The retention rate for minority students in architecture school is very low. When I was in school, when we started there was 12 of us, and when we got to grad school there was three of us left.

(So I thought) we’ve got to do something that makes us want to stay. For my thesis, on my first day of school, I was fully into (the idea of) hip-hop and architecture. Had no idea what it was going to be, but I thought if I was going to study something for a whole year, it has to be something that makes me want to come here every day. It gives me a little bit of a — not an edge over my professor — but it gives me something relevant to bring to the table. I’m not just the pupil.

The lack of diversity forced me into hip-hop. And for the students now, I’m trying to expose them to diversity as much as possible, so they don’t have to feel that way.

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What can Madison do in terms of architecture or urban planning to improve diversity and nurture hip-hop in the community?

Looking at some of the issues that plague Madison right now — homelessness is one of the big things. It’s almost like “space justice,” with some of the new ticketing that I’m hearing about for people sitting on public planters, as a strategy to combat homelessness. As an urban planner, you’re creating spaces that invite impromptu action. You build a bench at a certain height, you may not create it as a seat, but it is a seat. When you have laws that go against the principles of urban planning, I don’t know where that takes urban planning. Do you not design benches? Do you put spikes on everything, like they’ve done in San Francisco?

For Madison, what needs to happen is not top-down decisions. It’s actively engaging with the community, it’s actively engaging with the homeless, and trying to create strategies that will mitigate issues. If store owners are having issues, let’s bring store owners to the table, bring the homeless to the table and figure how we can help the less fortunate people through conscious design.

Conscious design decisions can really impact the world. It created hip-hop.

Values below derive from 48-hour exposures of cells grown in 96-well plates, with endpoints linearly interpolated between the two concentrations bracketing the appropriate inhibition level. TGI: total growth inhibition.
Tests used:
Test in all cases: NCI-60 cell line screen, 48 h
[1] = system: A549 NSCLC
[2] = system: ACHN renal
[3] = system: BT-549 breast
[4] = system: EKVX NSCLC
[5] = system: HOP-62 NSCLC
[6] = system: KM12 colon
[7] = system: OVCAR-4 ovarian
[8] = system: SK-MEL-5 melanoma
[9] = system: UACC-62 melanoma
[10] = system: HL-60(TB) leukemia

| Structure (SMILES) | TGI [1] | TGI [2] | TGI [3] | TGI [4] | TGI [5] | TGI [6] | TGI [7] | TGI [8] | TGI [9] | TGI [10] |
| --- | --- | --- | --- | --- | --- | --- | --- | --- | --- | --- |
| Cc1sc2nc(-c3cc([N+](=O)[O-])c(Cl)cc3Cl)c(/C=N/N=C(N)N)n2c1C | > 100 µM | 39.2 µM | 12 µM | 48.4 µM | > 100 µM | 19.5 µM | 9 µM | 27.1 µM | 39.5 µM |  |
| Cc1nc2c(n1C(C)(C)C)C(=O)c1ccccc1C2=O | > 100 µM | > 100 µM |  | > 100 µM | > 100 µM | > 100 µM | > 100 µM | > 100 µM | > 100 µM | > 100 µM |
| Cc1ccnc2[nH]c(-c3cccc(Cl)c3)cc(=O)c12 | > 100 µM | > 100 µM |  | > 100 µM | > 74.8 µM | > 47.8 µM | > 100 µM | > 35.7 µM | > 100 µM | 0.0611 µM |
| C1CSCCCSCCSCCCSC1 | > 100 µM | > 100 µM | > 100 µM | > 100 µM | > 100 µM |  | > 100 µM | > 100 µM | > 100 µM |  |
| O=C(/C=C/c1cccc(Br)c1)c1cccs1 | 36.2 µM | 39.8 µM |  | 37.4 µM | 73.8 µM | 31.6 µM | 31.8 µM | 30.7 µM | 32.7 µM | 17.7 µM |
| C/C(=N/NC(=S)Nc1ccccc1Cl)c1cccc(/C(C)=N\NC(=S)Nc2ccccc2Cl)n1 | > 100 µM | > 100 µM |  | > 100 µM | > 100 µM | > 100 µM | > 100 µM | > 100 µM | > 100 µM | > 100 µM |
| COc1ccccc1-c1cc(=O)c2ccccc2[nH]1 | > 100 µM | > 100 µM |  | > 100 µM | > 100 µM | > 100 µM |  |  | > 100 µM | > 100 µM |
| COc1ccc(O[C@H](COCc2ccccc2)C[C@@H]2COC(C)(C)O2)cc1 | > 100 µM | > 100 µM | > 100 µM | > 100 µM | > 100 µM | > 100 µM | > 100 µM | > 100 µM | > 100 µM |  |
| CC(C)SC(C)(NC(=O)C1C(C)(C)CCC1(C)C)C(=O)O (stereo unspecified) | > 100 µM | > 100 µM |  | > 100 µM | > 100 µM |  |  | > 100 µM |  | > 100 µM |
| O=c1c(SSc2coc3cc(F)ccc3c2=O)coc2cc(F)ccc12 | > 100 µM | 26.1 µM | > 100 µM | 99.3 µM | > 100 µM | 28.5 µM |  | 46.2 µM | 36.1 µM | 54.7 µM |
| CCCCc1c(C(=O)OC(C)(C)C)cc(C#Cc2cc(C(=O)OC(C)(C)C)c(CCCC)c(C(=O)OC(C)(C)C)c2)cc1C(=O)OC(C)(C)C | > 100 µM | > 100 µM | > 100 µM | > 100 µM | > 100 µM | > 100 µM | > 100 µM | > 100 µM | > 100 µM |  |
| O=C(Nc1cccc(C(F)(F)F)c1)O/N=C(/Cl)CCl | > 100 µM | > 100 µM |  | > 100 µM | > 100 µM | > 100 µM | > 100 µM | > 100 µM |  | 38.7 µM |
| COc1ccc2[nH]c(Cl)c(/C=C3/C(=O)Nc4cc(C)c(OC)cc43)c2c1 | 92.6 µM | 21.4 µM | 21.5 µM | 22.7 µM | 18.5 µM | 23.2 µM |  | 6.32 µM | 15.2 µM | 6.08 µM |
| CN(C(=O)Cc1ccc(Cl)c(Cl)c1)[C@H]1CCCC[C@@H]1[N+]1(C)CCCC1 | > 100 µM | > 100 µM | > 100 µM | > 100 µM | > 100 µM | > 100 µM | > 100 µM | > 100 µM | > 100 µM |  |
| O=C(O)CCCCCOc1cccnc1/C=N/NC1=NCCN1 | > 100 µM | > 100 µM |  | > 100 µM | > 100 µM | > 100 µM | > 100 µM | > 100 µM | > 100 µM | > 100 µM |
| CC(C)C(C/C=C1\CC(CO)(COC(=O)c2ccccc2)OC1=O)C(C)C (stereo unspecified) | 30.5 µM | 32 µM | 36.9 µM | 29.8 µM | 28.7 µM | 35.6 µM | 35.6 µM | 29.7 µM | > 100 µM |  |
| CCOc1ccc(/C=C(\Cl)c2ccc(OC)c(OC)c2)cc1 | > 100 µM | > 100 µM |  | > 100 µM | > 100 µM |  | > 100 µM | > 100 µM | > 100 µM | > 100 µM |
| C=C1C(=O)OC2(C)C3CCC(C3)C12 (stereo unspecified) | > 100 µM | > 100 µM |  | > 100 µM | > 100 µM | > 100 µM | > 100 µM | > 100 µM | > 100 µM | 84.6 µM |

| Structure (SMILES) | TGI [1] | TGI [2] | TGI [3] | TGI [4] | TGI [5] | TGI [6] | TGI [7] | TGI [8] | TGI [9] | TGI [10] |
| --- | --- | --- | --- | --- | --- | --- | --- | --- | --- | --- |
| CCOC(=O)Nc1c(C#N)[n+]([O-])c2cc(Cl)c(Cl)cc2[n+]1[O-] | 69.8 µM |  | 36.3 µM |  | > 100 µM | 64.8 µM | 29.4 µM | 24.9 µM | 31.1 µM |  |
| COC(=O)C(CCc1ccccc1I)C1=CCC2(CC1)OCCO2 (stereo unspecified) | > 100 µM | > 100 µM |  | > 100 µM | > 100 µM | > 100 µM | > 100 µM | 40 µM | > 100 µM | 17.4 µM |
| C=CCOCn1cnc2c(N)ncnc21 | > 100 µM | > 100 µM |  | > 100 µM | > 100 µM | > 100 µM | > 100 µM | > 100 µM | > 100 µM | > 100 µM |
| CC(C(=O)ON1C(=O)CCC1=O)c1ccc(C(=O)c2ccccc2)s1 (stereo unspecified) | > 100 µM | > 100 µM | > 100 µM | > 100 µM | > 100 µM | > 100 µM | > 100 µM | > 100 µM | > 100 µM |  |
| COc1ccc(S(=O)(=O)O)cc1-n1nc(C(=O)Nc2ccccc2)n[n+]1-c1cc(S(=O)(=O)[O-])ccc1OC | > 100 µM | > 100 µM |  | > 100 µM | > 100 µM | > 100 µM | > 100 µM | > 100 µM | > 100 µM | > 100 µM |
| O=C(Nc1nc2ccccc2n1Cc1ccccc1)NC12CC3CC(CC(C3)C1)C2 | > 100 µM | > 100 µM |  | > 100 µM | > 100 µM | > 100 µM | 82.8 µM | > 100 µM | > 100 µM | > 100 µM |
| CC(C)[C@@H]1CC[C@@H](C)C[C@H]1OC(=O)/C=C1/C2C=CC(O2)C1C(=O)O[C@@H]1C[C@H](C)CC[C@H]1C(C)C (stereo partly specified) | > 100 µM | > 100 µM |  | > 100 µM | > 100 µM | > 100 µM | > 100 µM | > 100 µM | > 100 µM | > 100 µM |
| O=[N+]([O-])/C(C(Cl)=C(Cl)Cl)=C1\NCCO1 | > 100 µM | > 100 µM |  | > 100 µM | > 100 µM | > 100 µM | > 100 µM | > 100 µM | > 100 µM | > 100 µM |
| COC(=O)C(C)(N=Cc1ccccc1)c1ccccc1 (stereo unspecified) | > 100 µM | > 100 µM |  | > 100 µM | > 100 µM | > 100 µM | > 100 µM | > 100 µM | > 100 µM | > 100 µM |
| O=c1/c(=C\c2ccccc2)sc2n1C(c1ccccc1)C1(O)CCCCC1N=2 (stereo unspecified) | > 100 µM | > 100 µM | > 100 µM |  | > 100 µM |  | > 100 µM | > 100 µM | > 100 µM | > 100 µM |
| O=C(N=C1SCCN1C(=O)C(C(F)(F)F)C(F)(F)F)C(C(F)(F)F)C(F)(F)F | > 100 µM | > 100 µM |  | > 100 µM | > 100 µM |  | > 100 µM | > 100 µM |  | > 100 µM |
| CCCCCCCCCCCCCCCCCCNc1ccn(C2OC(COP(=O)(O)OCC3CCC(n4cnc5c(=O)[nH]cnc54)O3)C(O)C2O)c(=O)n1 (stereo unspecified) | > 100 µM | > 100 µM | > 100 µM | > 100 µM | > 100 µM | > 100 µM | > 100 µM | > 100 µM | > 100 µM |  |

Why did you want to be an architect?

Growing up in Detroit, I always wanted to be a car designer. But after learning about how hard it was to fully design a car, and then the car is hot for a year and the next version comes out? Architecture lasted longer. And my dad wanted to be an interior designer, so seeing his drawings motivated me to switch to something that’s more permanent than a car.

When I went to high school, I went to a college prep high school. Coming into ninth grade, we started architecture classes. This teacher, her name was Carol Baker, she would say cheesy things like “You can build the world.” Now I find myself saying that to people too, but I find it believable now, especially when I talk to minority students.

I tell them, "Your community is untapped by your hands, or by people with your thought patterns. Your community hasn’t been built by someone who looks like you. Your community is waiting for you. It needs you.”

Her cheesy stories of “You can build the world,” I actually feel it now, working on this museum. This museum can represent more than just African-Americans. It’s Asians, it’s Latinos. There’s nowhere you can go in the world that doesn’t have hip-hop culture. So I feel like I’m creating something not just for me, not just for these hip-hop artists, but creating something that can allow everybody around the world to find out the history of it, and also have a platform to keep moving it positively into the future.

Rob Thomas is the features editor and social media editor for the Capital Times, as well as its film critic. He joined the Cap Times in 1999 and has written about movies, music, food and books.